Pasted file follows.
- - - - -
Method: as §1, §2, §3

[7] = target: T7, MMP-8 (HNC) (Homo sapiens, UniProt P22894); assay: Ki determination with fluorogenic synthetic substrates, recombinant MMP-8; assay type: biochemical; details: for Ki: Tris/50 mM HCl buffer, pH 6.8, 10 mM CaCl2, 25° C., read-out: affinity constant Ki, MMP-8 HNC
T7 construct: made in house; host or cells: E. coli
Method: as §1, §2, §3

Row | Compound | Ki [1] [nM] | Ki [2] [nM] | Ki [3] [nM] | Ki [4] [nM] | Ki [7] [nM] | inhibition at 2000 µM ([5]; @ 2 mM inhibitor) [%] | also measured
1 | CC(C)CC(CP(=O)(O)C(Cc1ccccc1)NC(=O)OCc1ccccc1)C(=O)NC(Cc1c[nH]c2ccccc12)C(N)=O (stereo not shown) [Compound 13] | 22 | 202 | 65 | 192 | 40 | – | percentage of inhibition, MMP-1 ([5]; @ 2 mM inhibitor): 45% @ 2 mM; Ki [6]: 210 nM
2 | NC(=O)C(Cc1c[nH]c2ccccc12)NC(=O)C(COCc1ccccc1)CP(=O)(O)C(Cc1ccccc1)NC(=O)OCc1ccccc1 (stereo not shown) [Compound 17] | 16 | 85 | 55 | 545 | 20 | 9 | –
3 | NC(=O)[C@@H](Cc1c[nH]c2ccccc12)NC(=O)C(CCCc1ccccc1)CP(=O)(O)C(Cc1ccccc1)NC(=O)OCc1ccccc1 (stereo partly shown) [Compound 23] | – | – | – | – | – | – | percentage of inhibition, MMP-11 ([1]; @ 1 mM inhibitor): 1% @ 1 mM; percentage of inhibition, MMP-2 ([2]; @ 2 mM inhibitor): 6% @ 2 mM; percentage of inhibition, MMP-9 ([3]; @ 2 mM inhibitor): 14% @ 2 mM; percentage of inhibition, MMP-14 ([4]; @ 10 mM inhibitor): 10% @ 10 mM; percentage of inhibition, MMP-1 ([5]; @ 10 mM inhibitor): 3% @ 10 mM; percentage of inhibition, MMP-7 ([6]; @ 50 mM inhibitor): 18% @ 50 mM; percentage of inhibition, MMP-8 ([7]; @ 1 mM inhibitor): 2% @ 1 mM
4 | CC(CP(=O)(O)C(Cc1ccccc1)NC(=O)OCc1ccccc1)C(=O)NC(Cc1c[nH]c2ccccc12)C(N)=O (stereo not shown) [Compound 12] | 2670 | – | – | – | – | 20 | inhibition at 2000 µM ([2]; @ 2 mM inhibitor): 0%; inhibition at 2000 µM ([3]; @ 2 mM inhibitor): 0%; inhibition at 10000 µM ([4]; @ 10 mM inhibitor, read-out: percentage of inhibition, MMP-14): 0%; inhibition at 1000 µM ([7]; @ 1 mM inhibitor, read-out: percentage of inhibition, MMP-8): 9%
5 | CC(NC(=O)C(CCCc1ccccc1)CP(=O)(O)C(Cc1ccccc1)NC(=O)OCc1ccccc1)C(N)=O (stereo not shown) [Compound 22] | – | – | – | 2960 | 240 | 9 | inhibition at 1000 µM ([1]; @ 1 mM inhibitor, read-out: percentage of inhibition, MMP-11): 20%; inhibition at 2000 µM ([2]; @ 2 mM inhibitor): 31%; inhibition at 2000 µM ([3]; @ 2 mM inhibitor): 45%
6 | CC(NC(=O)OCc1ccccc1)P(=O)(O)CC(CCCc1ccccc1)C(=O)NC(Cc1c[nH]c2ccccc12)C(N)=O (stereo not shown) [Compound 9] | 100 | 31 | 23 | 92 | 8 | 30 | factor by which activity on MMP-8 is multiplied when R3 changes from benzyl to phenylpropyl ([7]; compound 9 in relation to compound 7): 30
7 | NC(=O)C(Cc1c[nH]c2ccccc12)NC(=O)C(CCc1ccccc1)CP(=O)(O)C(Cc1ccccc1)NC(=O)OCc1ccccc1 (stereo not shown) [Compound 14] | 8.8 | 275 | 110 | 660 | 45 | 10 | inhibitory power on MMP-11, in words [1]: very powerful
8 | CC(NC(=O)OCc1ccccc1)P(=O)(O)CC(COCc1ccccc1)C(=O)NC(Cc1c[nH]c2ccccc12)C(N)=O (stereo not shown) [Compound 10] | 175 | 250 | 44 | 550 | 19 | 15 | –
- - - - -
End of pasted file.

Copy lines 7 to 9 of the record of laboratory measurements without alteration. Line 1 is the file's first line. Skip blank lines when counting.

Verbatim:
2 | NC(=O)C(Cc1c[nH]c2ccccc12)NC(=O)C(COCc1ccccc1)CP(=O)(O)C(Cc1ccccc1)NC(=O)OCc1ccccc1 (stereo not shown) [Compound 17] | 16 | 85 | 55 | 545 | 20 | 9 | –
3 | NC(=O)[C@@H](Cc1c[nH]c2ccccc12)NC(=O)C(CCCc1ccccc1)CP(=O)(O)C(Cc1ccccc1)NC(=O)OCc1ccccc1 (stereo partly shown) [Compound 23] | – | – | – | – | – | – | percentage of inhibition, MMP-11 ([1]; @ 1 mM inhibitor): 1% @ 1 mM; percentage of inhibition, MMP-2 ([2]; @ 2 mM inhibitor): 6% @ 2 mM; percentage of inhibition, MMP-9 ([3]; @ 2 mM inhibitor): 14% @ 2 mM; percentage of inhibition, MMP-14 ([4]; @ 10 mM inhibitor): 10% @ 10 mM; percentage of inhibition, MMP-1 ([5]; @ 10 mM inhibitor): 3% @ 10 mM; percentage of inhibition, MMP-7 ([6]; @ 50 mM inhibitor): 18% @ 50 mM; percentage of inhibition, MMP-8 ([7]; @ 1 mM inhibitor): 2% @ 1 mM
4 | CC(CP(=O)(O)C(Cc1ccccc1)NC(=O)OCc1ccccc1)C(=O)NC(Cc1c[nH]c2ccccc12)C(N)=O (stereo not shown) [Compound 12] | 2670 | – | – | – | – | 20 | inhibition at 2000 µM ([2]; @ 2 mM inhibitor): 0%; inhibition at 2000 µM ([3]; @ 2 mM inhibitor): 0%; inhibition at 10000 µM ([4]; @ 10 mM inhibitor, read-out: percentage of inhibition, MMP-14): 0%; inhibition at 1000 µM ([7]; @ 1 mM inhibitor, read-out: percentage of inhibition, MMP-8): 9%